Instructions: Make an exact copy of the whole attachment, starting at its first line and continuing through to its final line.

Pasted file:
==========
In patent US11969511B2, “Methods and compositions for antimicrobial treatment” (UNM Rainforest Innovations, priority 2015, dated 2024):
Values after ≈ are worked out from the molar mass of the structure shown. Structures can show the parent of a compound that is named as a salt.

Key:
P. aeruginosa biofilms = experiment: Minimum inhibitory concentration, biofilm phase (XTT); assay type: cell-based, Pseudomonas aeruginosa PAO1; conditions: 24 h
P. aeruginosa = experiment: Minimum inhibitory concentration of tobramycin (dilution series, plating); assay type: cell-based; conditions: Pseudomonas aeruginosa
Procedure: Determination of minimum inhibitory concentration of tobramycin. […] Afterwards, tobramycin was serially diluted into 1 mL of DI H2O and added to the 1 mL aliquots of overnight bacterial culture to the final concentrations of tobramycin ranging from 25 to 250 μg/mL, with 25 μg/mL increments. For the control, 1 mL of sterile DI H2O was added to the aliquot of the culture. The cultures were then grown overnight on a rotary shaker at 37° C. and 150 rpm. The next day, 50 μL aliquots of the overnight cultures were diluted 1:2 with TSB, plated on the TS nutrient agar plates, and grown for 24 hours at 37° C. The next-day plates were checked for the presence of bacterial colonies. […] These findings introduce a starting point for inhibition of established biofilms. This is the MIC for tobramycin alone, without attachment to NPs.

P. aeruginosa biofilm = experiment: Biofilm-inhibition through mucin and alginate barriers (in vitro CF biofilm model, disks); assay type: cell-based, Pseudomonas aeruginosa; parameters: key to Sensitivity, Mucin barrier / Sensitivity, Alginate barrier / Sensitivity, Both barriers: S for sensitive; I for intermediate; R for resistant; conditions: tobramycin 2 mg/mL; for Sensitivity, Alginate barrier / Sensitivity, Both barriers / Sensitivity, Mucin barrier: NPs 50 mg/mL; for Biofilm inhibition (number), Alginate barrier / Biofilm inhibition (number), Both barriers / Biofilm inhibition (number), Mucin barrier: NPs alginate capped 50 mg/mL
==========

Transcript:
In patent US11969511B2, “Methods and compositions for antimicrobial treatment” (UNM Rainforest Innovations, priority 2015, dated 2024):
Values after ≈ are worked out from the molar mass of the structure shown. Structures can show the parent of a compound that is named as a salt.

Key:
P. aeruginosa biofilms = experiment: Minimum inhibitory concentration, biofilm phase (XTT); assay type: cell-based, Pseudomonas aeruginosa PAO1; conditions: 24 h
P. aeruginosa = experiment: Minimum inhibitory concentration of tobramycin (dilution series, plating); assay type: cell-based; conditions: Pseudomonas aeruginosa
Procedure: Determination of minimum inhibitory concentration of tobramycin. […] Afterwards, tobramycin was serially diluted into 1 mL of DI H2O and added to the 1 mL aliquots of overnight bacterial culture to the final concentrations of tobramycin ranging from 25 to 250 μg/mL, with 25 μg/mL increments. For the control, 1 mL of sterile DI H2O was added to the aliquot of the culture. The cultures were then grown overnight on a rotary shaker at 37° C. and 150 rpm. The next day, 50 μL aliquots of the overnight cultures were diluted 1:2 with TSB, plated on the TS nutrient agar plates, and grown for 24 hours at 37° C. The next-day plates were checked for the presence of bacterial colonies. […] These findings introduce a starting point for inhibition of established biofilms. This is the MIC for tobramycin alone, without attachment to NPs.

P. aeruginosa biofilm = experiment: Biofilm-inhibition through mucin and alginate barriers (in vitro CF biofilm model, disks); assay type: cell-based, Pseudomonas aeruginosa; parameters: key to Sensitivity, Mucin barrier / Sensitivity, Alginate barrier / Sensitivity, Both barriers: S for sensitive; I for intermediate; R for resistant; conditions: tobramycin 2 mg/mL; for Sensitivity, Alginate barrier / Sensitivity, Both barriers / Sensitivity, Mucin barrier: NPs 50 mg/mL; for Biofilm inhibition (number), Alginate barrier / Biofilm inhibition (number), Both barriers / Biofilm inhibition (number), Mucin barrier: NPs alginate capped 50 mg/mL